Carolina Chickadees can be found in Mississippi year-round.
To attract Carolina Chickadees, offer mixed seed blends and black sunflower seeds in most seed feeders.
27. Blue Jay
Scientific name: Cyanocitta cristata
Length: 9.8-11.8 in
Weight: 2.5-3.5 oz
Wingspan: 13.4-16.9 in
The Blue Jay, another well-known North American bird, sports a large blue crest on its head, predominantly blue back feathers, and white chest and belly feathers. Recognizable features include black stripes on the wings and tail, as well as a black “necklace” around their necks. Blue Jays are known for their loud, metallic calls and their alertness to predators.
Blue Jays are year-round residents throughout the entire state of Mississippi.
To attract Blue Jays, use platform feeders, peanut feeders, and feeders with large perches. Offer black sunflower seeds, mixed seeds, and peanuts.
BIRD WATCHING IN MISSISSIPPI
Mississippi offers a delightful experience for birding enthusiasts seeking to expand their hobby beyond their backyard. The Mississippi Audubon Society provides various opportunities for birders to engage, including meetups, workshops, field trips, and organized birding tours.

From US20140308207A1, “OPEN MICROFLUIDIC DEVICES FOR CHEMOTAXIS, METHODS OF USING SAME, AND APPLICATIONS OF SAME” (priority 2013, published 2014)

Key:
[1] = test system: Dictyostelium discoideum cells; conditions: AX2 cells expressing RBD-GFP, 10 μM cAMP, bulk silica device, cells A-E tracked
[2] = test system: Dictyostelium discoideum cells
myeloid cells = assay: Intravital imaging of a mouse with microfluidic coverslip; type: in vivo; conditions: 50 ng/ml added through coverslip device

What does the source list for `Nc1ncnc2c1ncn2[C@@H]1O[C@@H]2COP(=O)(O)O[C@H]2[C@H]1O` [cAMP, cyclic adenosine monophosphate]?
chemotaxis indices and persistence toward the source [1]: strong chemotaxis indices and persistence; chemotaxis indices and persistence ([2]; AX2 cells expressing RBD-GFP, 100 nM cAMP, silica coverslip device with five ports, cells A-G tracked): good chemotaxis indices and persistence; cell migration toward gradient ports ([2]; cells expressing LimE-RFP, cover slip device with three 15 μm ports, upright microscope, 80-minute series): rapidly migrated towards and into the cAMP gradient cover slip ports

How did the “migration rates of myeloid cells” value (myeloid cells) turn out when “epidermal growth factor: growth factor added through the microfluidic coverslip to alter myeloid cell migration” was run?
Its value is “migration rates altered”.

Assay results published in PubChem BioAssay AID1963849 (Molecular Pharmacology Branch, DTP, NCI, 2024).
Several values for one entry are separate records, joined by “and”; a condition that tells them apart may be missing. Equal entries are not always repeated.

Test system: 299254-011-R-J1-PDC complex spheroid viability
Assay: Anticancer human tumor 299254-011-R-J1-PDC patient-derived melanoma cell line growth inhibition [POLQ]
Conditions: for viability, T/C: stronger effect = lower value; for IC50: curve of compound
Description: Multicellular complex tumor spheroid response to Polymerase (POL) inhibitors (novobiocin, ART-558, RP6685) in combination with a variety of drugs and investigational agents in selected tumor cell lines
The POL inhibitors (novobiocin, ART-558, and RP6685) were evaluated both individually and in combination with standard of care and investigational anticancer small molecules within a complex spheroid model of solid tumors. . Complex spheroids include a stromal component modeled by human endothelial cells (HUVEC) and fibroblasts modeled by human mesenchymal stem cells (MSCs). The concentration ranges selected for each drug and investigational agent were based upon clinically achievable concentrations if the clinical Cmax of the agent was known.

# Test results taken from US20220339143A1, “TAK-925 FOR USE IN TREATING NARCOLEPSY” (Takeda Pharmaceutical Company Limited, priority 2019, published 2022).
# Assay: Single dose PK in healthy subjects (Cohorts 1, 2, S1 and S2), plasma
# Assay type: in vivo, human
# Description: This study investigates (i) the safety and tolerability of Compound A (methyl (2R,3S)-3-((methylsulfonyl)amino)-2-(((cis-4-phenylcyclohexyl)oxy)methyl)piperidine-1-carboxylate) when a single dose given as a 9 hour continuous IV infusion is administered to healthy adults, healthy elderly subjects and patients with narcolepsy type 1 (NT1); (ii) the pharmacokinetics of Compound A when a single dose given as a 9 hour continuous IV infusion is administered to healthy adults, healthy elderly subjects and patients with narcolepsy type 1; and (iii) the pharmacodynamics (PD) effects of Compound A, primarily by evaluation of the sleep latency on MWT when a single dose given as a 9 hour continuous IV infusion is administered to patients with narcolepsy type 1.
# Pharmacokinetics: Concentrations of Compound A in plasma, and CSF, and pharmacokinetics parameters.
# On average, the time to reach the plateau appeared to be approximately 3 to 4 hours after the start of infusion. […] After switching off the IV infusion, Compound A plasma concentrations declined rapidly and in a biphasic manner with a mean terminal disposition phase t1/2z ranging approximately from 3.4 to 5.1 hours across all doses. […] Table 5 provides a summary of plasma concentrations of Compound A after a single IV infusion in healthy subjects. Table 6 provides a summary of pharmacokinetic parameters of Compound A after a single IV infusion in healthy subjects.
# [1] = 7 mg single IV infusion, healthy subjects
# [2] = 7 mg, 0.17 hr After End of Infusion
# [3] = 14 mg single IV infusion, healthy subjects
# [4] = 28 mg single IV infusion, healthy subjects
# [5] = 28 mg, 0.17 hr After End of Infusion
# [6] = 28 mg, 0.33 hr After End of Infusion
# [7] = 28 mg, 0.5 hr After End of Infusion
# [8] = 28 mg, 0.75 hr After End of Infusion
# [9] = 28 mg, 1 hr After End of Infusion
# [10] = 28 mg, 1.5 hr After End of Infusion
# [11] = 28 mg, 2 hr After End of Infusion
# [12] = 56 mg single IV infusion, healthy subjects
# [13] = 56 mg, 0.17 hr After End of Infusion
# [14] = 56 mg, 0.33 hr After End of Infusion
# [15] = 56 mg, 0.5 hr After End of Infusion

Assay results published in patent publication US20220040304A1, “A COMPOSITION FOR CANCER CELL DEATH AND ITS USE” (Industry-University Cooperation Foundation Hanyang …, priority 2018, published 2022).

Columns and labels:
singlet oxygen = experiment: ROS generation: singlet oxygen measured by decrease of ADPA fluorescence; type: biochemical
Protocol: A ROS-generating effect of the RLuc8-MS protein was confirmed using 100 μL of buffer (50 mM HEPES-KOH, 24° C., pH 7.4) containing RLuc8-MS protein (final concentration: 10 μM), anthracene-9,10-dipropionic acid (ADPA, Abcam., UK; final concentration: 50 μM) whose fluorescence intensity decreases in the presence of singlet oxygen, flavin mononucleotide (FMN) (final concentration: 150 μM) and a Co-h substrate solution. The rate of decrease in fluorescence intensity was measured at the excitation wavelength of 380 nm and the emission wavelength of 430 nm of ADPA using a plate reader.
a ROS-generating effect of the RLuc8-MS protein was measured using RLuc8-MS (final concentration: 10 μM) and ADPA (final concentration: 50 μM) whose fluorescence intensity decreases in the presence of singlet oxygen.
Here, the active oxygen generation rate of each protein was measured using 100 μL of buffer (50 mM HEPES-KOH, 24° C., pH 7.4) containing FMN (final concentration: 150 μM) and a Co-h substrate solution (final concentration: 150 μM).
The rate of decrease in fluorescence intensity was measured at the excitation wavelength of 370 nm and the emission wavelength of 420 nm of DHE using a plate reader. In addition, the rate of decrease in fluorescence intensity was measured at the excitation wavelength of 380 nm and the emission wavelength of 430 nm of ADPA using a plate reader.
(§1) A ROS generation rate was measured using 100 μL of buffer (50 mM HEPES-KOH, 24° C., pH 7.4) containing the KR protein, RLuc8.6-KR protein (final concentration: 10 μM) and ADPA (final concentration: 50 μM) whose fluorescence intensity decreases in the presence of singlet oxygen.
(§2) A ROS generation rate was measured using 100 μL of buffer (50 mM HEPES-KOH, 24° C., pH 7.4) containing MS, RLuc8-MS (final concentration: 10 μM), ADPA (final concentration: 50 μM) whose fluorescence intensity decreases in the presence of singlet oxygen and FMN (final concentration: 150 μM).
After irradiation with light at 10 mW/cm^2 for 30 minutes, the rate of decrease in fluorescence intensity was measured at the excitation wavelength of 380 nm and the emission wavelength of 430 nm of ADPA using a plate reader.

For residents eager to enhance their life list with new avian species, the following compilation highlights popular birding locations in Mississippi.
MISSISSIPPI BIRDING LOCATIONS Explore the unique offerings of each location and discover local birding events by visiting birdwatchersdigest.org.
HOW TO ATTRACT BIRDS TO YOUR YARD
If you’re keen on inviting feathered friends into your backyard, consider these 5 straightforward tips, beginning with the most apparent.
- PUT OUT BIRD FEEDERS The most effective and straightforward method to entice birds is by placing bird feeders in your yard. Consider starting with a basic tube feeder, hopper feeder, platform feeder, or a window feeder. Check below for recommendations for each.
- ADD A WATER SOURCE A pedestal birdbath, such as the one available on Amazon, is excellent. Alternatively, you can use something as simple as a terra cotta flower pot saucer. Birds require water not only for bathing but also for drinking, and introducing a water feature to your yard will enhance your chances of attracting birds. Also, think about incorporating a solar fountain, as moving water tends to attract birds even more.
- OFFER BIRDHOUSES Numerous bird species readily occupy birdhouses if placed appropriately at the right time of the year. Eastern Bluebirds are particularly sought after. Having a birdhouse in my backyard led to a mating pair of bluebirds checking it out on the same day I installed it.
- PROVIDE SHELTER Ensure your yard has trees, bushes, and shrubs that birds can swiftly navigate to when sensing danger. These act as their primary defense against predators. If your yard lacks mature trees, consider adding landscaping features that create safe spaces for birds.